Make sure your resume summary is tailored!

Always remember the job ad when preparing your summary. Maybe you’ll see certain keywords in there that need to be emphasized. There’s no such thing as a good one-size-fits-all resume. It has to be customized. As I often repeat, accomplishments are the strongest elements of your resume, because they make you stand out from the crowd of marketing professionals. On your resume, you want as many accomplishments as possible. But in your summary, you have to choose a few that seem most relevant for the specific job you’re applying for. Which means that your summary repeats your key accomplishments. It’s a smart thing to emphasize the most valuable info on your resume! A potential employer won’t mind that you insist on reaching 100,000 Facebook fans or supervising 18 employees!

More tips for people in marketing

If you write a strong summary using these tips, potential employers are much more likely to give your resume a good read. And that’s a necessary step to getting more interviews!

If you’re looking for more advice specifically for marketers, check out 5 Accomplishments to Make your Marketing Resume Stand Out. But if you feel like 5 isn’t enough, get the Marketing Resume Hacking e-book!

Get your Web Developer Resume Noticed, with a Compelling Summary

Recruiters looking for web devs might not have a clear picture of what they need (programming? design? user experience? social media?). And since “internet magic” is a bit too vague, your resume should start with a resume summary: a very rich section designed to quickly demonstrate you’ve got what it takes! Let’s look at two strong examples of resume summaries for web developers.

1. Highlights of resume for Peach Inc.

  • B. Sc. in Web Development with 8 years of LAMP development (Linux, Apache, MySQL, PHP).
  • Excellent communication skills, with ability to understand both technical and business concepts and requirements.
  • As the owner of [company], developed, enhanced and corrected more than 150 websites for small businesses.
  • Created new forms to collect and validate data from the user in HTML5 and JavaScript, which improved completion rate by 55%.
  • Managed hardware and software for eCommerce department in 2012-2013 (including budgets, purchasing/inventory) and assisted with deployment of assets, reducing costs by $83,000.

2. Summary for Tires ABC Inc.

  • 20 years of experience in technology, 12 of which in front-end web development, including Client/Server application design.
  • Extensive experience as a web developer specializing in MVC and Single Page Application (SPA) design, development and deployment in Linux and Windows environment.
  • Key accomplishment: Managed [company]’s 30 websites through entire project cycle from concept, design/layout, and development to hosting, upgrading and maintenance.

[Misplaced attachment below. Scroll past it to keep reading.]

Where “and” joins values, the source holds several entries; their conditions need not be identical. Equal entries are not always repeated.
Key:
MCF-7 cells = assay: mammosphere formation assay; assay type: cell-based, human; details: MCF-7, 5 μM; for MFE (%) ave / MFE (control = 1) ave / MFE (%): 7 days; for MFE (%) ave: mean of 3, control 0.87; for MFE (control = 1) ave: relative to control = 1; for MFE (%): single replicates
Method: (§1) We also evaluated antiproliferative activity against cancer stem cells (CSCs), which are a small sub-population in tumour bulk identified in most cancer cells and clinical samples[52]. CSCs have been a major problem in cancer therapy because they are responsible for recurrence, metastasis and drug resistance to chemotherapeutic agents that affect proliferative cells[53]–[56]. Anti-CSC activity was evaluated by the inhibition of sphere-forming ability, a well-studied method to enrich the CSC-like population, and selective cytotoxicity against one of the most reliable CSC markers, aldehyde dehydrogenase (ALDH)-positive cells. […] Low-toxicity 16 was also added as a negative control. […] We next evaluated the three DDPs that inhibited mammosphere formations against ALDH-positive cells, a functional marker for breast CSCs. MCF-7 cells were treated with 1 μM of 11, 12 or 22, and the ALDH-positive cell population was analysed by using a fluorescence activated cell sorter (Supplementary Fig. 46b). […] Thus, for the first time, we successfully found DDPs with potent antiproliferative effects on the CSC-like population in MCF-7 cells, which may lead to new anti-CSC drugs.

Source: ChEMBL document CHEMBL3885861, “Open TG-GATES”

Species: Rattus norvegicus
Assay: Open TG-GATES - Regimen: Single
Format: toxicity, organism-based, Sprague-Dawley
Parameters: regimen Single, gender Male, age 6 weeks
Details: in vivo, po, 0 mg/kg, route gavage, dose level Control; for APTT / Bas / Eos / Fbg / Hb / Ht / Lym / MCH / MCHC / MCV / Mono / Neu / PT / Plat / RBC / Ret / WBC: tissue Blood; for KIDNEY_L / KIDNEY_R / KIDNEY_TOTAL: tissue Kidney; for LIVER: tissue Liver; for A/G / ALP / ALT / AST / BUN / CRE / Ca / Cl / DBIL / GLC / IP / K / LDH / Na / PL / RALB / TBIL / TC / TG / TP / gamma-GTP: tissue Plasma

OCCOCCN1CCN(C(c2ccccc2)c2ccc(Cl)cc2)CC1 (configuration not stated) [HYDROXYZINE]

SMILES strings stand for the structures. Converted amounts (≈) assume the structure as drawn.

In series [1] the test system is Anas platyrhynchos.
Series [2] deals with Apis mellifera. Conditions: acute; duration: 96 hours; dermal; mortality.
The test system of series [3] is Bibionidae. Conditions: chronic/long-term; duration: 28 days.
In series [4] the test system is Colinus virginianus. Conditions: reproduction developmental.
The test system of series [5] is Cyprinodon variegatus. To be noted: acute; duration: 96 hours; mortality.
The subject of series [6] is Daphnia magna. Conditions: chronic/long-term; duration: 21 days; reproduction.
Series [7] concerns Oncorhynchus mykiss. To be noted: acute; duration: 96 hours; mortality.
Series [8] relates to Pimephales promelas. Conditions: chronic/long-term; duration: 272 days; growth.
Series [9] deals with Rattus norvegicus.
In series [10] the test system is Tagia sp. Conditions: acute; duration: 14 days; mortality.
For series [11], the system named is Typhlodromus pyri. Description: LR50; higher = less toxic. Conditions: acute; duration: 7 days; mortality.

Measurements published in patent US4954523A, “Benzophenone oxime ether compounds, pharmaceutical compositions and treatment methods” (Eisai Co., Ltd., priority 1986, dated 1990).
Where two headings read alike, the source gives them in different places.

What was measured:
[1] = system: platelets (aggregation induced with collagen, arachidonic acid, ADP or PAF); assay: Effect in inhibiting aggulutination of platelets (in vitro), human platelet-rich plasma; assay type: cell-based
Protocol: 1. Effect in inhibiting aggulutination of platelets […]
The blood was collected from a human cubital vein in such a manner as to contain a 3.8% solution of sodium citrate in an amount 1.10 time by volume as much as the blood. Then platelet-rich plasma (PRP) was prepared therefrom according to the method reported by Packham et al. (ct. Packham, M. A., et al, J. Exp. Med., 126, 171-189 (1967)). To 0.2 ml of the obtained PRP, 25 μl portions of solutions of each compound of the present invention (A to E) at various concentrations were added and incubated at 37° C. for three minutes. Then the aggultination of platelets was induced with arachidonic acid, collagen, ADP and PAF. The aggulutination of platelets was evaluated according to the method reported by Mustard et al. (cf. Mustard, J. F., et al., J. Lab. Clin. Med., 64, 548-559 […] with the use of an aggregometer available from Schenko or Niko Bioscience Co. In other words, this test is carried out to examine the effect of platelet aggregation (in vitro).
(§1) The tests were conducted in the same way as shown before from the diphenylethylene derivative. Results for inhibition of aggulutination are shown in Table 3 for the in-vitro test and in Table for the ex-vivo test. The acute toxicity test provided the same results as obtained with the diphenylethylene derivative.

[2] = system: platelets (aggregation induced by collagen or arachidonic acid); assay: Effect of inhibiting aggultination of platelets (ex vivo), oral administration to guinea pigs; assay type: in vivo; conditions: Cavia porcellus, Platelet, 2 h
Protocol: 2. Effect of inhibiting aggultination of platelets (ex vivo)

• Key accomplishment: Converted Drupal site [redacted].com into HTML/CSS. Created an Accordion View for Drupal website [redacted].com.

The goal of the summary is to: 1. show you qualify and 2. build a strong first impression. And you do that very, very quickly, in a few bullets. Unless you’re too early in your career, you should mention how many years of experience you have. Also touch on the sectors or tools you’re good with. For example, try to highlight your expertise with certain programming languages, CMS or other tools.

Make sure your resume summary is tailored!

Always remember the job ad when preparing your summary. Maybe you’ll see certain keywords in there that need to be emphasized. There’s no such thing as a good one-size-fits-all resume. It has to be customized.

As I often repeat, accomplishments are the strongest elements of your resume, because they make you stand out from the crowd of web devs. On your resume, you want as many accomplishments as possible. But in your summary, you have to choose a few that seem most relevant for the specific job you’re applying for. Which means that your summary repeats your key accomplishments. It’s a smart thing to be redundant with the most valuable info on your resume! A potential employer won’t mind that you insist on the fact that you’ve managed 30 websites or have improved form-completion rates by 55%!

If you write a strong summary using these tips, potential employers are much more likely to give your resume a good read. And that’s a necessary step to getting more interviews!

More tips for web devs

If you’re looking for more advice specifically for web developers, check out 5 accomplishments for web developers. But if you feel like 5 isn’t enough, get the Web Developer Resume Hacking e-book!